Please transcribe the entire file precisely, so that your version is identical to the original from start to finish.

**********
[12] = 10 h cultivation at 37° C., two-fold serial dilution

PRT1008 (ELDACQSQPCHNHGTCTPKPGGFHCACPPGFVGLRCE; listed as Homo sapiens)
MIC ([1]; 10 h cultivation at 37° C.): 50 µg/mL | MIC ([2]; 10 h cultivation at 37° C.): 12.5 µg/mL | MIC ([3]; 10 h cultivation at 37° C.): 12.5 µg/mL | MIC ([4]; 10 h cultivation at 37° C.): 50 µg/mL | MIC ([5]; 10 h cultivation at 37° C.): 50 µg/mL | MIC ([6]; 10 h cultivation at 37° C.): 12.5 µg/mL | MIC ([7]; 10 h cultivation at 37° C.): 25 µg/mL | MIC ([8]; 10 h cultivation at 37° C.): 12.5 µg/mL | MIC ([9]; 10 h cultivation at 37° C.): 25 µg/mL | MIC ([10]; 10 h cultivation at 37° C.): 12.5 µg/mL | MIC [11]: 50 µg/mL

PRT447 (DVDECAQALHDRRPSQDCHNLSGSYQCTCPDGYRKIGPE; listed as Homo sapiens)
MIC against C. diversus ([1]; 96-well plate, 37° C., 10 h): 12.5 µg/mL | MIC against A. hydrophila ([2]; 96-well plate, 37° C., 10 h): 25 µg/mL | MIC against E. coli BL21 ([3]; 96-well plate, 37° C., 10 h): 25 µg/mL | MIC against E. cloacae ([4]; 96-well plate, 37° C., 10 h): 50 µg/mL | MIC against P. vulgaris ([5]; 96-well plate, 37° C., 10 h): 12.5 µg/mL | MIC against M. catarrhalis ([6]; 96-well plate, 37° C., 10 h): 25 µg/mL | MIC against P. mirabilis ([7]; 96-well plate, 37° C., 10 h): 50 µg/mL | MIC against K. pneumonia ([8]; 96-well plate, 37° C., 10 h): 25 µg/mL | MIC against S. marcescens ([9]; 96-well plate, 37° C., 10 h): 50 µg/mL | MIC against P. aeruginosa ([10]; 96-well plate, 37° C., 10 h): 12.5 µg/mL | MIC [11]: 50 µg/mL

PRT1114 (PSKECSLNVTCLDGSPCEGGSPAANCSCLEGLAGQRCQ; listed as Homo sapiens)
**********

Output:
[12] = 10 h cultivation at 37° C., two-fold serial dilution

PRT1008 (ELDACQSQPCHNHGTCTPKPGGFHCACPPGFVGLRCE; listed as Homo sapiens)
MIC ([1]; 10 h cultivation at 37° C.): 50 µg/mL | MIC ([2]; 10 h cultivation at 37° C.): 12.5 µg/mL | MIC ([3]; 10 h cultivation at 37° C.): 12.5 µg/mL | MIC ([4]; 10 h cultivation at 37° C.): 50 µg/mL | MIC ([5]; 10 h cultivation at 37° C.): 50 µg/mL | MIC ([6]; 10 h cultivation at 37° C.): 12.5 µg/mL | MIC ([7]; 10 h cultivation at 37° C.): 25 µg/mL | MIC ([8]; 10 h cultivation at 37° C.): 12.5 µg/mL | MIC ([9]; 10 h cultivation at 37° C.): 25 µg/mL | MIC ([10]; 10 h cultivation at 37° C.): 12.5 µg/mL | MIC [11]: 50 µg/mL

PRT447 (DVDECAQALHDRRPSQDCHNLSGSYQCTCPDGYRKIGPE; listed as Homo sapiens)
MIC against C. diversus ([1]; 96-well plate, 37° C., 10 h): 12.5 µg/mL | MIC against A. hydrophila ([2]; 96-well plate, 37° C., 10 h): 25 µg/mL | MIC against E. coli BL21 ([3]; 96-well plate, 37° C., 10 h): 25 µg/mL | MIC against E. cloacae ([4]; 96-well plate, 37° C., 10 h): 50 µg/mL | MIC against P. vulgaris ([5]; 96-well plate, 37° C., 10 h): 12.5 µg/mL | MIC against M. catarrhalis ([6]; 96-well plate, 37° C., 10 h): 25 µg/mL | MIC against P. mirabilis ([7]; 96-well plate, 37° C., 10 h): 50 µg/mL | MIC against K. pneumonia ([8]; 96-well plate, 37° C., 10 h): 25 µg/mL | MIC against S. marcescens ([9]; 96-well plate, 37° C., 10 h): 50 µg/mL | MIC against P. aeruginosa ([10]; 96-well plate, 37° C., 10 h): 12.5 µg/mL | MIC [11]: 50 µg/mL

PRT1114 (PSKECSLNVTCLDGSPCEGGSPAANCSCLEGLAGQRCQ; listed as Homo sapiens)